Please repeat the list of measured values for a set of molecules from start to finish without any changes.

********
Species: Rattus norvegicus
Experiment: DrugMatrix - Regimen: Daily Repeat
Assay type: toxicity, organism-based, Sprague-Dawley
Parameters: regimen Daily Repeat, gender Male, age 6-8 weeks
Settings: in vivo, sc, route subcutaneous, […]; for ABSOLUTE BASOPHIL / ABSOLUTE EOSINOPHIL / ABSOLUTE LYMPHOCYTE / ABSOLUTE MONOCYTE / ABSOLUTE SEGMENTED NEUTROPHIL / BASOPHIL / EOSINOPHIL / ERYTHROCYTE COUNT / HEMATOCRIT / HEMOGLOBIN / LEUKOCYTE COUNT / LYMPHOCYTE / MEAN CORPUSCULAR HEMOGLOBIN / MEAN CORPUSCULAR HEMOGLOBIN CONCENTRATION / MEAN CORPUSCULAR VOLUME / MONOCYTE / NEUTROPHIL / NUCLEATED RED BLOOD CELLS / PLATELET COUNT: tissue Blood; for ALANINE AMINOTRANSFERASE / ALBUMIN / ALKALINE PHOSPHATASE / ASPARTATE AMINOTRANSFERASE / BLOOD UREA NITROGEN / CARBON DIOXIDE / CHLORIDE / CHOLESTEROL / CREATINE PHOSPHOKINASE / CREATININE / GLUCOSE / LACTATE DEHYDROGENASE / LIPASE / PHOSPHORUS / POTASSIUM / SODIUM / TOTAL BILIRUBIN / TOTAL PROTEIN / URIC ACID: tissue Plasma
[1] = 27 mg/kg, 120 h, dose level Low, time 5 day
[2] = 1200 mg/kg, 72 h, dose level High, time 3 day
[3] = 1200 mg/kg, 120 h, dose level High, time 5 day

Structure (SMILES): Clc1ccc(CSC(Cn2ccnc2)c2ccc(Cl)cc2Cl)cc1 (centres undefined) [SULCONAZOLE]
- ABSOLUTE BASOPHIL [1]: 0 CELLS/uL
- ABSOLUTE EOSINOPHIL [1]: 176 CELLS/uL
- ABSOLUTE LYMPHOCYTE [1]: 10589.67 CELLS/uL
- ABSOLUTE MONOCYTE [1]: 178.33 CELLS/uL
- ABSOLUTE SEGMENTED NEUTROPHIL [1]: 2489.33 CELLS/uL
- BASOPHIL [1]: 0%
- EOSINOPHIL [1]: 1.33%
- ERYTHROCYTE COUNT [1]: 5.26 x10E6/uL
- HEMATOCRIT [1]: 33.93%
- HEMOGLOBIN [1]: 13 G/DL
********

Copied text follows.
Species: Rattus norvegicus
Experiment: DrugMatrix - Regimen: Daily Repeat
Assay type: toxicity, organism-based, Sprague-Dawley
Parameters: regimen Daily Repeat, gender Male, age 6-8 weeks
Settings: in vivo, sc, route subcutaneous, […]; for ABSOLUTE BASOPHIL / ABSOLUTE EOSINOPHIL / ABSOLUTE LYMPHOCYTE / ABSOLUTE MONOCYTE / ABSOLUTE SEGMENTED NEUTROPHIL / BASOPHIL / EOSINOPHIL / ERYTHROCYTE COUNT / HEMATOCRIT / HEMOGLOBIN / LEUKOCYTE COUNT / LYMPHOCYTE / MEAN CORPUSCULAR HEMOGLOBIN / MEAN CORPUSCULAR HEMOGLOBIN CONCENTRATION / MEAN CORPUSCULAR VOLUME / MONOCYTE / NEUTROPHIL / NUCLEATED RED BLOOD CELLS / PLATELET COUNT: tissue Blood; for ALANINE AMINOTRANSFERASE / ALBUMIN / ALKALINE PHOSPHATASE / ASPARTATE AMINOTRANSFERASE / BLOOD UREA NITROGEN / CARBON DIOXIDE / CHLORIDE / CHOLESTEROL / CREATINE PHOSPHOKINASE / CREATININE / GLUCOSE / LACTATE DEHYDROGENASE / LIPASE / PHOSPHORUS / POTASSIUM / SODIUM / TOTAL BILIRUBIN / TOTAL PROTEIN / URIC ACID: tissue Plasma
[1] = 27 mg/kg, 120 h, dose level Low, time 5 day
[2] = 1200 mg/kg, 72 h, dose level High, time 3 day
[3] = 1200 mg/kg, 120 h, dose level High, time 5 day

Structure (SMILES): Clc1ccc(CSC(Cn2ccnc2)c2ccc(Cl)cc2Cl)cc1 (centres undefined) [SULCONAZOLE]
- ABSOLUTE BASOPHIL [1]: 0 CELLS/uL
- ABSOLUTE EOSINOPHIL [1]: 176 CELLS/uL
- ABSOLUTE LYMPHOCYTE [1]: 10589.67 CELLS/uL
- ABSOLUTE MONOCYTE [1]: 178.33 CELLS/uL
- ABSOLUTE SEGMENTED NEUTROPHIL [1]: 2489.33 CELLS/uL
- BASOPHIL [1]: 0%
- EOSINOPHIL [1]: 1.33%
- ERYTHROCYTE COUNT [1]: 5.26 x10E6/uL
- HEMATOCRIT [1]: 33.93%
- HEMOGLOBIN [1]: 13 G/DL